Submitted to: Meeting Abstract
Publication Type: Abstract Only
Publication Acceptance Date: 8/15/2002
Publication Date: N/A
Citation: N/A Interpretive Summary:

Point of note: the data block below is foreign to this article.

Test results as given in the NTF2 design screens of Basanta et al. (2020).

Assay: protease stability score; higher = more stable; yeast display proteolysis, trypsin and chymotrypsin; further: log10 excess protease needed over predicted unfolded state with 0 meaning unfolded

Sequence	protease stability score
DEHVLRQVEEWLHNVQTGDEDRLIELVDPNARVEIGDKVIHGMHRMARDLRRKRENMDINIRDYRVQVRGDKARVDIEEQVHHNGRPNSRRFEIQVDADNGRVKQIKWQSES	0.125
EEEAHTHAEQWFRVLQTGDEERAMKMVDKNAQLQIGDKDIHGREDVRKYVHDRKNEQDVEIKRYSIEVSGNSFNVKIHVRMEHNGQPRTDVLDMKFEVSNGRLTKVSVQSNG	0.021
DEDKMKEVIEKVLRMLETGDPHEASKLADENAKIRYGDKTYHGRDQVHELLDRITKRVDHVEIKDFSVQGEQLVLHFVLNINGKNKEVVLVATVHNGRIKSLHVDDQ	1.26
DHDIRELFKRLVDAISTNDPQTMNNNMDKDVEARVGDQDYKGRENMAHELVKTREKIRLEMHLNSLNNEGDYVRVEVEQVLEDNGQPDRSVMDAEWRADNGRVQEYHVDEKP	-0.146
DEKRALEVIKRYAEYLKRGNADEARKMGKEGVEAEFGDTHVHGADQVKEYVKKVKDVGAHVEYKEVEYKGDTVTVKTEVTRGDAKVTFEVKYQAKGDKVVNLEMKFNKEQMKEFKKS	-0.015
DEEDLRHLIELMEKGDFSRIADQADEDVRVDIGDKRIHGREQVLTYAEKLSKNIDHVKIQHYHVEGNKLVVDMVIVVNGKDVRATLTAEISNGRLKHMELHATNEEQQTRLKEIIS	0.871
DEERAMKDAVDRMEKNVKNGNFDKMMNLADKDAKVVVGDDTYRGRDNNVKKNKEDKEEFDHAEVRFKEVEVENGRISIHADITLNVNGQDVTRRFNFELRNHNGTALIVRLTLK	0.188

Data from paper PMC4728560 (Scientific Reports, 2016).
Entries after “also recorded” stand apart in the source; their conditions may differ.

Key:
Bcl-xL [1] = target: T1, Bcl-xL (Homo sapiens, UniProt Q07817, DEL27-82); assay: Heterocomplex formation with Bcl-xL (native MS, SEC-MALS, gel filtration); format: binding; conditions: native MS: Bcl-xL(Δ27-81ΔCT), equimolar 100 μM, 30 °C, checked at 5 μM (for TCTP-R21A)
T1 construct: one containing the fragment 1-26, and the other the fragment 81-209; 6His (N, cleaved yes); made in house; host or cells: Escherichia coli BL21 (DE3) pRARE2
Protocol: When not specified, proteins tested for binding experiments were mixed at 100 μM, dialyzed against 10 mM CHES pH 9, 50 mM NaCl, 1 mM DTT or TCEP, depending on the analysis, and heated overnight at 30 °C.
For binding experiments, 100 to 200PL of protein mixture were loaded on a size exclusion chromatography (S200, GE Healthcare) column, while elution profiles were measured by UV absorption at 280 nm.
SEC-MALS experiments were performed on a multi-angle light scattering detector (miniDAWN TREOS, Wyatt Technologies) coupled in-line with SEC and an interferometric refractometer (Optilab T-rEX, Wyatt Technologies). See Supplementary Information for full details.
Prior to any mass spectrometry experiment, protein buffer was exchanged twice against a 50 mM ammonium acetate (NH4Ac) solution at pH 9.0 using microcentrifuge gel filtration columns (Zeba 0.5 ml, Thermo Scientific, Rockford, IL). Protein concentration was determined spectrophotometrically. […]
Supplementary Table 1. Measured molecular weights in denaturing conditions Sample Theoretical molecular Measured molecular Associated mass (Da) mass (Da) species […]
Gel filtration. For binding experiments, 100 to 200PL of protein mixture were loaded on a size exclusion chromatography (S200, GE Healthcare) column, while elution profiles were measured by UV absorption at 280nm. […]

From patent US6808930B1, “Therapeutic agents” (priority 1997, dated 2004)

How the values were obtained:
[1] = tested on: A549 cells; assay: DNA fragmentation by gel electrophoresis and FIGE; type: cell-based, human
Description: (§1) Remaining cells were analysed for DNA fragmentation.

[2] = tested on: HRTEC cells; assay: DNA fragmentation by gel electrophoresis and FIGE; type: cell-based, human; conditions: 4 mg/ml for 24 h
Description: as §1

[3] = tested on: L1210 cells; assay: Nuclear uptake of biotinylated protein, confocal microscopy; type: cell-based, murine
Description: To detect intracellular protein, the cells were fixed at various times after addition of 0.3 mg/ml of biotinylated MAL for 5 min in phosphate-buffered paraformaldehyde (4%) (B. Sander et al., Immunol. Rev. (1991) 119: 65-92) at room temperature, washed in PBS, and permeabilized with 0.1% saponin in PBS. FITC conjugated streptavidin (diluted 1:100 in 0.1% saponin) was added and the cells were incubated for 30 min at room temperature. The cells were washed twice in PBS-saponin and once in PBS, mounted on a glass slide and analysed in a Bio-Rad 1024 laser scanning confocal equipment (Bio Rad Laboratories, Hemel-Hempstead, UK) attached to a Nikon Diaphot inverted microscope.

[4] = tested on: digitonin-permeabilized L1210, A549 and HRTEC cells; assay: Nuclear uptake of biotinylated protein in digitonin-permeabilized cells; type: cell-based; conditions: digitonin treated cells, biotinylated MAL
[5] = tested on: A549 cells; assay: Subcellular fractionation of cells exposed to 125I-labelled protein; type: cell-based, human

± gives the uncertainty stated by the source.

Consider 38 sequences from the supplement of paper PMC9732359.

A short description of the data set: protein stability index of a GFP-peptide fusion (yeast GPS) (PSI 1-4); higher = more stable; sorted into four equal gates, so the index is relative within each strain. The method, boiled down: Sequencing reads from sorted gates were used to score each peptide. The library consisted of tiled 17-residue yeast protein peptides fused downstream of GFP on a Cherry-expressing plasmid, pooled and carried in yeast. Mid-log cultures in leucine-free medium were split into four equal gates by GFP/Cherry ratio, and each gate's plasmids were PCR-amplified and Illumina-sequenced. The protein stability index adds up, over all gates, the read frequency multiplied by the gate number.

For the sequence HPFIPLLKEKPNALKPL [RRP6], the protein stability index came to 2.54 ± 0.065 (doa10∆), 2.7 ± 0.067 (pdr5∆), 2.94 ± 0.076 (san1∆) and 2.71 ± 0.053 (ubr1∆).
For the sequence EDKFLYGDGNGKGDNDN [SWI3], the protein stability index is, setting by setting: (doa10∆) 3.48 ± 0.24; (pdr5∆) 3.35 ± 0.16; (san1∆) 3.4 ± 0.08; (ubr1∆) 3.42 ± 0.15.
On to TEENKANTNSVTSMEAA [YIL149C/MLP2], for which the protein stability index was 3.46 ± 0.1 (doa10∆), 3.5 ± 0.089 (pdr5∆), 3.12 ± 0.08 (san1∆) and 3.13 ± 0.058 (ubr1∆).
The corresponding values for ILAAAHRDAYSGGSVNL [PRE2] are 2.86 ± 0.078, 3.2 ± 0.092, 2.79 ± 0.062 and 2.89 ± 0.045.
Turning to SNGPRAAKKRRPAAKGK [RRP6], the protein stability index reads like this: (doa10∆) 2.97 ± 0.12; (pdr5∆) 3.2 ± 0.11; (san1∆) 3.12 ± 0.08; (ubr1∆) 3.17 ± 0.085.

Technical Abstract: Vegetable oils have a series of advantages which can be beneficial for a number of lubricant applications. They are readily biodegradable and essentially nontoxic, properties that are not exhibited by lubricants based on mineral oils. Volatility is very low due to high molecular weight triglycerides and viscosity does not change rapidly with varying temperature. Ester linkages deliver inherent lubricity and ability to adhere to metal surfaces. Solubilizing power, miscibility with contaminants and additive acceptability of vegetable oils is better than that of mineral oils, especially in the case of polar materials. But low resistance to oxidative degradation and poor low temperature behavior still remain the major drawback with vegetable base oils for extensive industrial applications. Current research efforts are directed towards improving the thermal and low temperature stability of vegetable oils by chemical modification, blending with functional fluids, and additive response studies. A series of vegetable oils were studied for their oxidative and thermal stability using thin film micro reactor and Differential Scanning Calorimeter (DSC) under different environment, varying temperature and time. A series of synthetic lubricants were developed from soybean oil with improved thermal and low temperature characteristics. Reaction protocol and conditions were optimized to increase the yield and technical characteristics of the fluid. These fluids derived primarily through transesterification and reacting with long chain alcohols, have better oxidative stability and low temperature fluidity. A one-step and two-step synthetic procedure was used to obtain soy oil base fluid with improved oxidative and cold flow properties. Conditions were optimized to scale up the product yield using a lab scale reactor with 12-liter capacity. These fluids were used to make a range of industrial oils such as hydraulic fluid, drip oil, compressor oil, cutting oil, greases etc. Several of these products are actively being tested in field applications and a number of cooperative research agreements with industrial partners are in progress. This research has resulted in the application of a U.S. patent.